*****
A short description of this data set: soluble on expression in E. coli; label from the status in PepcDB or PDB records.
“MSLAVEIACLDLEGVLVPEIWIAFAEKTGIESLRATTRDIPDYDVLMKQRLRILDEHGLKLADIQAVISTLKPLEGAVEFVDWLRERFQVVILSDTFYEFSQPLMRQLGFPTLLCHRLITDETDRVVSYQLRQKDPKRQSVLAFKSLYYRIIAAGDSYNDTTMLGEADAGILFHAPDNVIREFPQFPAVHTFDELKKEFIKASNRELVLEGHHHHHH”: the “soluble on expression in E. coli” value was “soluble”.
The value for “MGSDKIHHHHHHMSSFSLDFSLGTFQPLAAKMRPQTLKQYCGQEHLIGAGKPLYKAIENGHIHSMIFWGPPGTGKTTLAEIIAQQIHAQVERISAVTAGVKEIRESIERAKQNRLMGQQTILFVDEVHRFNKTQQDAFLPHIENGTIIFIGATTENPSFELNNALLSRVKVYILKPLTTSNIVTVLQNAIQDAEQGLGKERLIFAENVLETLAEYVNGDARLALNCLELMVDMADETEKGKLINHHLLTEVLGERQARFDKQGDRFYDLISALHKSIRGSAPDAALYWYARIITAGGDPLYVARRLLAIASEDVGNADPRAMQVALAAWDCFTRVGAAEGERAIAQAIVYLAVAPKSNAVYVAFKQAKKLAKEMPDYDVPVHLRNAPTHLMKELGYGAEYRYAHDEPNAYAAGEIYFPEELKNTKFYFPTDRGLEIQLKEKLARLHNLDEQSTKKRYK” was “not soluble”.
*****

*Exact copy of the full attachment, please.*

A short description of this data set: soluble on expression in E. coli; label from the status in PepcDB or PDB records.
“MSLAVEIACLDLEGVLVPEIWIAFAEKTGIESLRATTRDIPDYDVLMKQRLRILDEHGLKLADIQAVISTLKPLEGAVEFVDWLRERFQVVILSDTFYEFSQPLMRQLGFPTLLCHRLITDETDRVVSYQLRQKDPKRQSVLAFKSLYYRIIAAGDSYNDTTMLGEADAGILFHAPDNVIREFPQFPAVHTFDELKKEFIKASNRELVLEGHHHHHH”: the “soluble on expression in E. coli” value was “soluble”.
The value for “MGSDKIHHHHHHMSSFSLDFSLGTFQPLAAKMRPQTLKQYCGQEHLIGAGKPLYKAIENGHIHSMIFWGPPGTGKTTLAEIIAQQIHAQVERISAVTAGVKEIRESIERAKQNRLMGQQTILFVDEVHRFNKTQQDAFLPHIENGTIIFIGATTENPSFELNNALLSRVKVYILKPLTTSNIVTVLQNAIQDAEQGLGKERLIFAENVLETLAEYVNGDARLALNCLELMVDMADETEKGKLINHHLLTEVLGERQARFDKQGDRFYDLISALHKSIRGSAPDAALYWYARIITAGGDPLYVARRLLAIASEDVGNADPRAMQVALAAWDCFTRVGAAEGERAIAQAIVYLAVAPKSNAVYVAFKQAKKLAKEMPDYDVPVHLRNAPTHLMKELGYGAEYRYAHDEPNAYAAGEIYFPEELKNTKFYFPTDRGLEIQLKEKLARLHNLDEQSTKKRYK” was “not soluble”.